Miriam Vermilya's poems most recently appeared in Cedar Hill Review, and are forthcoming in Poetry, Baltimore Review, Talking River Review, and Red Rock Review. Her first collection, Heartwood, was chosen by Robert Fink as the 1999 Walt McDonald First-Book winner, and was published posthumously by Texas Tech University Press, Spring of 2000.
Washing the Clothes of the Dead
At the end, there is always a woman
who keeps the faith, who stands
at a tub, bereft, her tears rising to blur
the traffic of churning laundry:
the argyle sock dipping a toe
into the surf, a flailing pajama sleeve
waving an empty good-bye . . .
not unlike our foremothers who,
when one husband or another
was carried home from the fields
or the mine, would gather up
the softest rags and white lye soap
to scour his flesh until the water ran
gray in the basin and the nacreous
skin of his body gleamed . . .
who would, weeping, button across
the chest of even the worst of miscreants
his best linen shirt, scrubbed
with knuckles raw against the wash-
board then boiled in a kettle
to an unsullied brightness, no less
immaculate than the robes
of martyrs or saints.
On Hearing of the Death of a Friend
The very air of the room where you are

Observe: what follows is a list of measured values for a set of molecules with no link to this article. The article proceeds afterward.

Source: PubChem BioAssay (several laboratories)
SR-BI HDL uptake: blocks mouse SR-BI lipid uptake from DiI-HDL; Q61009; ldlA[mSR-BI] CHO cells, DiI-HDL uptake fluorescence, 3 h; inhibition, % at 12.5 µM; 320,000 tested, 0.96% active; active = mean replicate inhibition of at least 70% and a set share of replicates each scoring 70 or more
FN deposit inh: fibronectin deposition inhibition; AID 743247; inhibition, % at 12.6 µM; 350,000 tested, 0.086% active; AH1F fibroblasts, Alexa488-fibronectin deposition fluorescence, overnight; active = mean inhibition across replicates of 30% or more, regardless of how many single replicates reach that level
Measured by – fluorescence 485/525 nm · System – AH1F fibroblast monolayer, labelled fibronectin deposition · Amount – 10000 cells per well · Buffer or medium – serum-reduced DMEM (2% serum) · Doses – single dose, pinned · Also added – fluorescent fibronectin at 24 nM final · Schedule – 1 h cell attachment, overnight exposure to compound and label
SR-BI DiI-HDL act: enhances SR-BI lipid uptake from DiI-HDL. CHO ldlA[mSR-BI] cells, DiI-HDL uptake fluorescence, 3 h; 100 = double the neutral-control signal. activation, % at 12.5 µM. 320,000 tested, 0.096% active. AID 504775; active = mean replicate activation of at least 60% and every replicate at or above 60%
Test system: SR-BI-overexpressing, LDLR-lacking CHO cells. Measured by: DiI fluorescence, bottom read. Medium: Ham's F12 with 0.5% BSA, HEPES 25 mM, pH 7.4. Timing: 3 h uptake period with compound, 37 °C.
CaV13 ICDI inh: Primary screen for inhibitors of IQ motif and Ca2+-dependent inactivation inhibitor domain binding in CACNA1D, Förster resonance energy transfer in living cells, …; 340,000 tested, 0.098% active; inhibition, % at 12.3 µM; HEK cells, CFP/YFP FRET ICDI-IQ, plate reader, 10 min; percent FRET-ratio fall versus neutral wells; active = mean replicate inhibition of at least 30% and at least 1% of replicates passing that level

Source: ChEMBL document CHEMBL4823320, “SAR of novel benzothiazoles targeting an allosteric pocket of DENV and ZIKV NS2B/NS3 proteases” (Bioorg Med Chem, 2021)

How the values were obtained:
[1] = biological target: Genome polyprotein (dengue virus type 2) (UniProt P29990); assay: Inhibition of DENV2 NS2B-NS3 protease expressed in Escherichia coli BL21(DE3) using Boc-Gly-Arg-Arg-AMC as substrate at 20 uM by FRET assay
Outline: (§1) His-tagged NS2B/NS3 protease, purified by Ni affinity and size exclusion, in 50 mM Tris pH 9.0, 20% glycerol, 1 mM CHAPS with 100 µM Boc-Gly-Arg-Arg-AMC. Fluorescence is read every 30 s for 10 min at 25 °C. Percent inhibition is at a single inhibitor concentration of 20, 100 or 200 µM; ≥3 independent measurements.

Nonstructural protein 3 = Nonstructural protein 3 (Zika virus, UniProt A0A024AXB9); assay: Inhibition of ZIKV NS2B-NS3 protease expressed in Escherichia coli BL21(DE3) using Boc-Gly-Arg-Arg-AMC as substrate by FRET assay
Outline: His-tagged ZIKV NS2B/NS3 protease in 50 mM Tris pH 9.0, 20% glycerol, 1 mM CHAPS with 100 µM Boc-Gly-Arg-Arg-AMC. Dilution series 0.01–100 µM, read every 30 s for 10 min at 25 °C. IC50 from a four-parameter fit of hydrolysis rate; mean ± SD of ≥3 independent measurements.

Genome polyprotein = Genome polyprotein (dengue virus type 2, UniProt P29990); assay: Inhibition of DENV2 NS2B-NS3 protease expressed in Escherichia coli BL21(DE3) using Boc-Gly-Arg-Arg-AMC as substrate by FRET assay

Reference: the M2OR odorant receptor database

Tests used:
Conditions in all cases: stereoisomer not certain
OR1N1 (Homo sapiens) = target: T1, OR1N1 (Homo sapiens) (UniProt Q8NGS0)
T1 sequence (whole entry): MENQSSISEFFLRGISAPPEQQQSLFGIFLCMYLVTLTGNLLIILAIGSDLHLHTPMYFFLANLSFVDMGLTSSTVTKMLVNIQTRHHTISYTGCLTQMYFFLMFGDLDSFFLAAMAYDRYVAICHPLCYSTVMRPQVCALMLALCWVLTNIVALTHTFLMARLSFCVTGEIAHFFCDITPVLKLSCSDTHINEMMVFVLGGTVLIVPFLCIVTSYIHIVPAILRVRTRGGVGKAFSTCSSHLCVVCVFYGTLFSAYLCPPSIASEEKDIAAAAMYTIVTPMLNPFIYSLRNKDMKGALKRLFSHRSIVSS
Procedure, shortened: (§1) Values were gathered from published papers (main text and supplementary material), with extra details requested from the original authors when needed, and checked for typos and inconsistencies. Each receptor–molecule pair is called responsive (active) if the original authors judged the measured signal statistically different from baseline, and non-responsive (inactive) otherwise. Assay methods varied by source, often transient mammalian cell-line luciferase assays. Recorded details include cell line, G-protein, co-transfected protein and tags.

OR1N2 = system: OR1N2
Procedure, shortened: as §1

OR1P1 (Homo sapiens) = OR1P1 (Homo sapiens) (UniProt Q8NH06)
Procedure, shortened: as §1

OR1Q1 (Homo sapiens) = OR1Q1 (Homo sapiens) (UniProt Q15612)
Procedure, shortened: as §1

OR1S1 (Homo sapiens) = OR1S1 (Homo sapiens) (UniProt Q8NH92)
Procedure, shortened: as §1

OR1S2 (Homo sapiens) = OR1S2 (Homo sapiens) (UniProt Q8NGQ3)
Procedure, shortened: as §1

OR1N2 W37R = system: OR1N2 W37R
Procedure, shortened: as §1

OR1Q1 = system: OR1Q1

sitting or just standing by the window
rarifies, retracts, reminds how everything
falls away—family, friends, whatever
can be known and loved falls away.
Beyond the window, stillness—
the morning world bowed down
in silence, life lines sagging ground-
wise, bush, branch and vine strangled
by the ice born of a late winter storm.
Shuddering, the sycamore bends
beneath its burden, brought to its
knees with a sound like gunshot,
weakened heartwood exposed,
falling away, the way it all falls
away: branch and twig, friend
and brother, even madness, stilled
at last, even sorrow, even love—
even that, in the end, falls away.
When the Second Chance Cloning Clinic Opens
I want to be first in line, shivering on the sidewalk
in my thin investment of acceptable genes
like a star-struck groupie waiting for the Doors
to open on a new-born world of strobing lights.
Imagine holding in your arms the one you love
most, double helix doubled, identical alleles
aligned in perfect synchrony, blueprint for
a transcendental life, the whole thing calling
first for some audacious name—Carmen
or Camille—something to live down or up to.
As to advice: wear red shoes and midnight-
blue mascara; dance the tango with dark,
mysterious men; fall in love less often,
or oftener but not so hard; squander your
inheritance and bet your sweet life on luck.